The International Grains Council clashed with Morgan Stanley in sticking by its forecast for the US corn harvest, despite hot and dry weather behind a late-August rally in futures prices.
The International Grains Council, flagging the prospect of a "steep recovery" in US corn production this year, stood by a forecast for the crop of 350m bushels (13.8bn bushels), a figure in line with a US Department of Agriculture estimate revealed three weeks ago.
Indeed, the IGC raised by 3m tonnes to 945m tonnes its forecast for the world crop, upgrading the Argentine crop by 2m tonnes, and raising hopes for Indonesian and Paraguayan output too.
The estimate for world carryout stocks was lifted by 2m tonnes to 150m tonnes, a jump of 24% year on year, with inventories held by exporters, particularly sensitive for price prospects, pegged at an "ample" 60m tonnes.
However, the IGC's resilient hopes for the US crop, the world's biggest, contrasted with a downgrade by Morgan Stanley of 125m bushels to 13.388m bushels (340m tonnes) in its forecast for the harvest, after attending last week's ProFarmer crop tour of the Midwest.
While the tour had come in with some strong yield forecasts, "these scout observations won't likely be fully realised, as drought stress pares back the size of the ears.
"Farmers we spoke with on the crop tour indicated that persistent heat would cause many of the kernels at the top of the corn ears to abort - lowering final yields," Morgan Stanley said, flagging a "continued threat" from poor weather.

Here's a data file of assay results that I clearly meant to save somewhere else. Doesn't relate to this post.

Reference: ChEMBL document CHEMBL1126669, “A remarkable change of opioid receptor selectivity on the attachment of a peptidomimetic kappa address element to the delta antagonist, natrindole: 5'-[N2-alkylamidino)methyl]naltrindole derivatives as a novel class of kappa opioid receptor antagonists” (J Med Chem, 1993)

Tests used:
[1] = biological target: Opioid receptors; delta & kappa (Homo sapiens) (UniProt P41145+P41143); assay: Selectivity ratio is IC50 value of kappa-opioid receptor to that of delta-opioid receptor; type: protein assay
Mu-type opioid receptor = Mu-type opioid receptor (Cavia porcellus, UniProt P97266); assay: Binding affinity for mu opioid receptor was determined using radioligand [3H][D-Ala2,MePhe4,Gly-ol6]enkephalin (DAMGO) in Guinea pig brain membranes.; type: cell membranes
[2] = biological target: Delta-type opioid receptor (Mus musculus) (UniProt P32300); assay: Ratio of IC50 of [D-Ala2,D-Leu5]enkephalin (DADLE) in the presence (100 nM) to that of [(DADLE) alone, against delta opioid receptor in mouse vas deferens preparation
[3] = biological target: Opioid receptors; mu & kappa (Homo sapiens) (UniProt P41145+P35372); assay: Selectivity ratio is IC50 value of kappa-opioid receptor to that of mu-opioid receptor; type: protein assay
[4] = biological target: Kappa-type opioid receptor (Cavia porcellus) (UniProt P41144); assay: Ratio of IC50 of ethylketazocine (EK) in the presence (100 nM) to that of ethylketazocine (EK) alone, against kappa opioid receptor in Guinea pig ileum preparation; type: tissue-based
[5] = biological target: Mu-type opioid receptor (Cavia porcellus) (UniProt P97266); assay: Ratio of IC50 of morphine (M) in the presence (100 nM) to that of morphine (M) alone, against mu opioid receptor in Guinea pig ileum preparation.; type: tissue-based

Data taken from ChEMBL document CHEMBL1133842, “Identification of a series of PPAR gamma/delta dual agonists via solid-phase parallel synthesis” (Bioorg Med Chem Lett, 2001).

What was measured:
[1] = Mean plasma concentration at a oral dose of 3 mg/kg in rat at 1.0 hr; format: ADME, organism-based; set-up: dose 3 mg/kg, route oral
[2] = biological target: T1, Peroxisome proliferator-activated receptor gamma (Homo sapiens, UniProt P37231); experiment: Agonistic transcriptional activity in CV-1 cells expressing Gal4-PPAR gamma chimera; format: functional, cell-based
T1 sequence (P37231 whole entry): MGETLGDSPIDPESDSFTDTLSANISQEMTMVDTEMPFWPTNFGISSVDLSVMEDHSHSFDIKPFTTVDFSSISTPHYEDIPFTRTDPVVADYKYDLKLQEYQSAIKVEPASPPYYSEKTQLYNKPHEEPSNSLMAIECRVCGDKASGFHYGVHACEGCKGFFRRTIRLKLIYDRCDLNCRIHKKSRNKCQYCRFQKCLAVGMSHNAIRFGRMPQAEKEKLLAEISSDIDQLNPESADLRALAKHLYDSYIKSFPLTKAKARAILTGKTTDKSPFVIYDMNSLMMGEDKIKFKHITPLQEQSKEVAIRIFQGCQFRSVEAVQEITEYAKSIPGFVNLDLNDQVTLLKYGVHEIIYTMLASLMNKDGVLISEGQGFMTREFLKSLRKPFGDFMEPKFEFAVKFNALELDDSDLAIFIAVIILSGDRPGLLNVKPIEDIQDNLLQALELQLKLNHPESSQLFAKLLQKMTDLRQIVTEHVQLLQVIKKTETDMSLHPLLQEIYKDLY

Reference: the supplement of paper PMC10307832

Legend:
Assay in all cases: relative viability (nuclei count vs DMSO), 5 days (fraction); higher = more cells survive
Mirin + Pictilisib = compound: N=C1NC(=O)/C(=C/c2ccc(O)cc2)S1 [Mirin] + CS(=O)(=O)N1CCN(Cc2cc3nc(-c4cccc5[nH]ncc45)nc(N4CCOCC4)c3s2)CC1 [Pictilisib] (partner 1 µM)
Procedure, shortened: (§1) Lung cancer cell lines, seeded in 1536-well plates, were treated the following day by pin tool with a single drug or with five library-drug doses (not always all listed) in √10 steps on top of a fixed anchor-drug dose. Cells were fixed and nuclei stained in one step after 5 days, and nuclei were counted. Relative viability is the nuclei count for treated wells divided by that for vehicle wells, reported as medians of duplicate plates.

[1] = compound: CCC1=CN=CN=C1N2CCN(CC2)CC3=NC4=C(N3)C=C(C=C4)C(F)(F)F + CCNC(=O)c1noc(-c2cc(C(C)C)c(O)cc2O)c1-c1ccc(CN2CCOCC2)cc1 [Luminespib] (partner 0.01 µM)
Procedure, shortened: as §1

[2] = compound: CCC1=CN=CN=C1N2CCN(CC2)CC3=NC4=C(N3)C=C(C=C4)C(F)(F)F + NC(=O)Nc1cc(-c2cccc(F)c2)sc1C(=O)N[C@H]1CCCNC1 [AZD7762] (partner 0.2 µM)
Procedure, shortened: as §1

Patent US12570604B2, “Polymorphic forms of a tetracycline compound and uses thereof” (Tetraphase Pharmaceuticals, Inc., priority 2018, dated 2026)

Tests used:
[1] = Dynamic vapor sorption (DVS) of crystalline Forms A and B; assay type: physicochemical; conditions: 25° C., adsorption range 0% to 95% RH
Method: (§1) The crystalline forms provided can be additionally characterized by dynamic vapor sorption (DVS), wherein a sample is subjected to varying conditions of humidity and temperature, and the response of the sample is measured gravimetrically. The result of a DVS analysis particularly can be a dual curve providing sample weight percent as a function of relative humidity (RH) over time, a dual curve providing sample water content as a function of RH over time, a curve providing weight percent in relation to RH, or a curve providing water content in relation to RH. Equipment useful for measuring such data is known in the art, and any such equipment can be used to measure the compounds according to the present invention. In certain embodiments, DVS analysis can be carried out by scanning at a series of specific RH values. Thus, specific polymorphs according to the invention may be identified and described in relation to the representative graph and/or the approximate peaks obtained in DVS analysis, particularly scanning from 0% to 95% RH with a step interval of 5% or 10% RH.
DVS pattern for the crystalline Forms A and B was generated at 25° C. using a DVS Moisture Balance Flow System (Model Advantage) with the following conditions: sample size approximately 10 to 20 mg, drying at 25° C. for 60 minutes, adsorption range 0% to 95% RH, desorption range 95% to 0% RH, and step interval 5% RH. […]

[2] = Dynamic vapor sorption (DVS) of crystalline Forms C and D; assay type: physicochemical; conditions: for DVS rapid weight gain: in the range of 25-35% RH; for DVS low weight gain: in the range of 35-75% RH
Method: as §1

The bank's forecast reflected a cut to 155.5 bushels per acre in the corn yield estimate, as well as a forecast that, considering data from the Farm Service Agency, harvested area will come in at 86.1m acres, below the USDA figure of 87.4m acres.
Separately, Macquarie too cut its forecast for corn yield, also to 155.5 bushels per acre, citing dry weather, while Lanworth on Thursday lowered its estimate to 152.4 bushels per acre.
Corn vs soybeans
Morgan Stanley also cut its forecast for soybean yields, to 42.1 bushels per acre, with Macquarie lowering its figure to 42.2 bushels per acre, and Lanworth coming in with a 40.8 bushels-per-acre forecast.
"Without moisture in the next three weeks, soybeans will not be able to fill their pods adequately, leading to small beans and lower yields," the bank said.
Nonetheless, it said that corn prices appeared to have better scope for gains from current levels than soybeans, given the relative underperformance in prices of the grain, with elevated soybean prices having already closed the arbitrage on Chinese imports.
Furthermore, hedge funds have a large net short in corn, unlike in soybeans, leaving the grain more vulnerable to upward price pressure as short holdings are closed.
"To be clear, we still see the risks to both corn and soybean prices skewed to the upside.
"We simply see the risk-reward in corn as slightly more favourable in the near term," the bank said, advising investors to close a trade it had recommended on a rising soybean: corn price ratio.
The bank's forecasts factor in a recovery in corn stocks at the close of 2013-14 to 1.28bn bushels, well short of the USDA estimate of 1.84bn bushels.
Soybean stocks are seen ending 2013-14 at 160m bushels, compared with a USDA forecast of 220m bushels.